He studied medicine shortly before the first world war.
In January 1917, he moved to Berlin and help form the Berlin Dada group.
Quoting from Andrés Mario Zervigón’s John Heartfield and The Agitated Image, “Like Freud before the turn of the century, both Otto Gross and Franz Jung indulged in cocaine as “therapy,” and Heartfield, dumbstruck by Jung’s personality and their joint work, took to the drug as well. According to Zürich Dadaist Richard Huelsenbeck, Heartfield ingested cocaine with abandon, becoming, at least in one case, something like a violent animal, hypersensitive to stimulation and rabid with rampaging outbursts. The incident took place some time near the war’s end, after a long night of group drinking and cocaine snorting, when ‘Heartfield became so unruly that we had to forcefully restrain him.'”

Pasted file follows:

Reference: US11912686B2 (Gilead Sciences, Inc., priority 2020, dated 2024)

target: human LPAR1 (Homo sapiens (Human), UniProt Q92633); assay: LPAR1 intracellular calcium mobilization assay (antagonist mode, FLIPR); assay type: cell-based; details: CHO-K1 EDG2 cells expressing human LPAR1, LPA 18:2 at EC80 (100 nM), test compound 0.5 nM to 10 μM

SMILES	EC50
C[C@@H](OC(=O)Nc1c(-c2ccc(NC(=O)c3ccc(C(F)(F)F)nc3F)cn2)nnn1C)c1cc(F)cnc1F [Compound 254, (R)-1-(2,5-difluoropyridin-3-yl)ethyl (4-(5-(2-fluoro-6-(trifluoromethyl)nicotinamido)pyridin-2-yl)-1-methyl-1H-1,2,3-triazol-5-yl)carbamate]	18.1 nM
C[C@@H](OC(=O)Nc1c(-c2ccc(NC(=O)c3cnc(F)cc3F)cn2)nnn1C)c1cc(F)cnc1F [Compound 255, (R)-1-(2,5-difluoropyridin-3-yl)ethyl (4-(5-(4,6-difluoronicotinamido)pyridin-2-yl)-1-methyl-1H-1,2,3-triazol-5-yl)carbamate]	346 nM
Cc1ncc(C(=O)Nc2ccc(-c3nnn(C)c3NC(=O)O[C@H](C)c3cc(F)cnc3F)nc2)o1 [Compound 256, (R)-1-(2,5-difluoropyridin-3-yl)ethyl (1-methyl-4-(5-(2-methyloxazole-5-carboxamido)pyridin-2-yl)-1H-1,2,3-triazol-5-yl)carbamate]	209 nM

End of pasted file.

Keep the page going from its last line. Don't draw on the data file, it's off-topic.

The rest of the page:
By 1933, Huelsenbeck was under suspicion by Nazi authorities. He was forbidden to write. He emmigrated to the United States in 1936.
Huelsenbeck believed “Dada is still existing” to his final days.
[Heartfield ] was bound to a chair. We then provoked him with words and blows, just as one taunts an animal in the zoo.
“Art in its execution and direction is dependent on the time in which it lives, and artists are creatures of their epoch. The highest art will be that which in its conscious content presents the thousand fold problems of the day, the art which has visibly let itself be thrown by the explosions of the last week, which is forever gathering up its limbs after yesterday’s crash. The best and most extraordinary artists will be those who with every hour snatch their tattered limbs out of the frenzied cataract of life and doggedly embrace the intellect of their time with bleeding hands and hearts.”